Northeastern Section - 57th Annual Meeting - 2022

Paper No. 33-2
Presentation Time: 1:55 PM


PRINCE, Karlee1, BRINER, Jason1, WALCOTT, Caleb1 and KOZLOWSKI, Andrew L.2, (1)Department of Geology, University at Buffalo, 126 Cooke Hall, Buffalo, NY 14260, (2)Research and Collections, New York State Museum, 3140 Cultural Education Center, Albany, NY 12230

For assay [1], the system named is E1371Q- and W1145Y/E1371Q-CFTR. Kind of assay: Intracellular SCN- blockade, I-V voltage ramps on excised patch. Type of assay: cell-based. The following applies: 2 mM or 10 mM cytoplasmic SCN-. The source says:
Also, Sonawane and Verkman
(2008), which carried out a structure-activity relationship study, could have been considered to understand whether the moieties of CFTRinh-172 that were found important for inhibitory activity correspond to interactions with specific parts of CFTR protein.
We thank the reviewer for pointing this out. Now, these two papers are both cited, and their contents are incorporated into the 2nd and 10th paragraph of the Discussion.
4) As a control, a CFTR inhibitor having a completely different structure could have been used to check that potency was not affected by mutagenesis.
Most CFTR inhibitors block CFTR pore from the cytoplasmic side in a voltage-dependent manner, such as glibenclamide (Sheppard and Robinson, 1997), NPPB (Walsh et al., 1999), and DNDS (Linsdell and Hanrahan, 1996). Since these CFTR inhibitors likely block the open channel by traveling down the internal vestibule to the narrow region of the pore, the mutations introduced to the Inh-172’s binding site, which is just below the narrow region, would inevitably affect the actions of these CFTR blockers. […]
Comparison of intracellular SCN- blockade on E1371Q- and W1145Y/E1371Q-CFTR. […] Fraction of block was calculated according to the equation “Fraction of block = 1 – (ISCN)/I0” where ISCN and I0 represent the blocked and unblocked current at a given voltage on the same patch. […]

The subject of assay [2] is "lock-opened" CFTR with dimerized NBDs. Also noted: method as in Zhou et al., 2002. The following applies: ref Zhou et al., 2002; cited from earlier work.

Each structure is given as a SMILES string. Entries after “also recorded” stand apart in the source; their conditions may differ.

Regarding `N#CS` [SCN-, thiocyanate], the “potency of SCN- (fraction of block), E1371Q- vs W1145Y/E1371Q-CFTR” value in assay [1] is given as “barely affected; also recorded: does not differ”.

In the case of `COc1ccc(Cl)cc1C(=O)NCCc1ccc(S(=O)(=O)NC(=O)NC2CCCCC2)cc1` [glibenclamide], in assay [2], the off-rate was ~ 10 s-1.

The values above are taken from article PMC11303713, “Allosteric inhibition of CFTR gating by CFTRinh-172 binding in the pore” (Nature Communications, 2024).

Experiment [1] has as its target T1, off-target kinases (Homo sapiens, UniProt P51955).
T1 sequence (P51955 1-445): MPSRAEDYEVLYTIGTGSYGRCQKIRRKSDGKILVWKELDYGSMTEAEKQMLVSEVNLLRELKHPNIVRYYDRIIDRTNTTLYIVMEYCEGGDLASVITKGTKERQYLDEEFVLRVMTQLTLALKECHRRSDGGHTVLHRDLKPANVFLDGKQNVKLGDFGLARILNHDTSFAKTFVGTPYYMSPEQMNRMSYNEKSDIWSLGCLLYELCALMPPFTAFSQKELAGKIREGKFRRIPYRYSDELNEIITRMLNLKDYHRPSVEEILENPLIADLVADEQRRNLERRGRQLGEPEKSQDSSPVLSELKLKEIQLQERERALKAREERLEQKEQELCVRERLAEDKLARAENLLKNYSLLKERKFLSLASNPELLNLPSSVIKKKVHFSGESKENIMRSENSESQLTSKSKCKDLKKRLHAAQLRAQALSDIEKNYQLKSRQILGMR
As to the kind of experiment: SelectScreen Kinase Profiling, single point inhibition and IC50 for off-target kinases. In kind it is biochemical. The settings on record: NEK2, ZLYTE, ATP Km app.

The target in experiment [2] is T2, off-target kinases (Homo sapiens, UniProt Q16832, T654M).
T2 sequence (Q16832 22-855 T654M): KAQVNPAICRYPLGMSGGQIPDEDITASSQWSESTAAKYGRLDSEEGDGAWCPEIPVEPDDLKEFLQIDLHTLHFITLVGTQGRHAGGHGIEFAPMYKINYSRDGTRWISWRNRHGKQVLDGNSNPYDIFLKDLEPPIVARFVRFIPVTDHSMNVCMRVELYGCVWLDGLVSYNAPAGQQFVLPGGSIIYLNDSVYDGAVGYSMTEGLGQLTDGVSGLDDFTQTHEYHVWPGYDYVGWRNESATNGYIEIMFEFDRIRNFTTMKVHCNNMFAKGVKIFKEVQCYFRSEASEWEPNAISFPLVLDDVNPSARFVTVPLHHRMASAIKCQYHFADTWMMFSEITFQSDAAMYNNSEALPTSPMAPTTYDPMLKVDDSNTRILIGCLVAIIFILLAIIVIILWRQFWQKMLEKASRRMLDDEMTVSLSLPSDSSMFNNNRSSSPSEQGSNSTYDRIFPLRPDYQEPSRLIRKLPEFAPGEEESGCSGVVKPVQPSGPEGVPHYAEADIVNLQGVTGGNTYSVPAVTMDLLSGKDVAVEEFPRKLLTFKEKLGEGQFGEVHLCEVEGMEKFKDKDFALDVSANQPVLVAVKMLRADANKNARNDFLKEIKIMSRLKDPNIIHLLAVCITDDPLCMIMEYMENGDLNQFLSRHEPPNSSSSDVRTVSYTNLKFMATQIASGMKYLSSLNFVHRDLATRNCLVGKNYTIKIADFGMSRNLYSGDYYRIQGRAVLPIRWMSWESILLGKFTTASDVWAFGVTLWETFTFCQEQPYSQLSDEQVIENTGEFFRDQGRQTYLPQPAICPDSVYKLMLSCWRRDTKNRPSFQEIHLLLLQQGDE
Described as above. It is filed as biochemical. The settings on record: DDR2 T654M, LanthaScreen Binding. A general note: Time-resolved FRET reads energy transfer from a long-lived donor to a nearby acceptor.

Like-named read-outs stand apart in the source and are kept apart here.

The chronology of the last deglaciation of the Laurentide Ice Sheet in western New York (WNY) is poorly constrained. To fill this spatial and temporal gap, we collected sediment cores from six bogs in the Kent (terminal) and Lake Escarpment (first major recessional) moraine systems in WNY to constrain moraine abandonment via radiocarbon dating of macrofossils from basal sediments. Unlike prior work, we collected mineral-rich sediments lower than Livingstone corer penetration using a percussion Geoprobe system. Generally, the cores capture a basal silty diamicton followed by gray and tan lacustrine silts. The lacustrine silt increases in organic matter before a transition to peat. The lowest ages from the gray lacustrine units from all six bogs range from ~15 – 14 cal kyr BP. Other radiocarbon ages from the same unit occasionally come back older than the lowest age, spanning from 15 – 19.5 cal kyr BP. The oldest age (19.5 cal kyr BP) appears to be from an organic-rich rip-up clast within the gray silt and suggests sediment re-working. Our working hypothesis is that the mixed ages are the result of persistent permafrost conditions that inhibited kettle basin formation until ~15 cal kyr BP. Between at least 19.5 and 15 cal kyr BP, large ice blocks likely survived in the moraines until 15 – 14 cal kyr BP. Once these ice blocks began to melt, organic material from thin, frozen organic deposits (dating back to at least 19.5 cal kyr BP) could have been re-worked into the kettle basins. According to our hypothesis, the ice sheet began retreating from its terminal position before 19.5 cal kyr BP, but permafrost conditions and later basin formation prohibited a typical post-glacial deposition sequence. As such, the oldest macrofossils found within minerogenic sections of sediment cores from moraines in WNY are the best minimum constraints on moraine abandonment, not necessarily the standard ‘bog-bottom’ ages. This model potentially reconciles recent work which proposed that ages from 13 – 14 cal kyr BP were the result of a re-occupation of WNY by the Laurentide Ice Sheet, which instead could be the result of delayed deposition from permafrost. The Laurentide Ice Sheet’s proximal location over Lake Ontario until ~15 cal kyr BP and the Bølling/Allerød warming may have contributed to the extended cold conditions and eventual thawing of the landscape.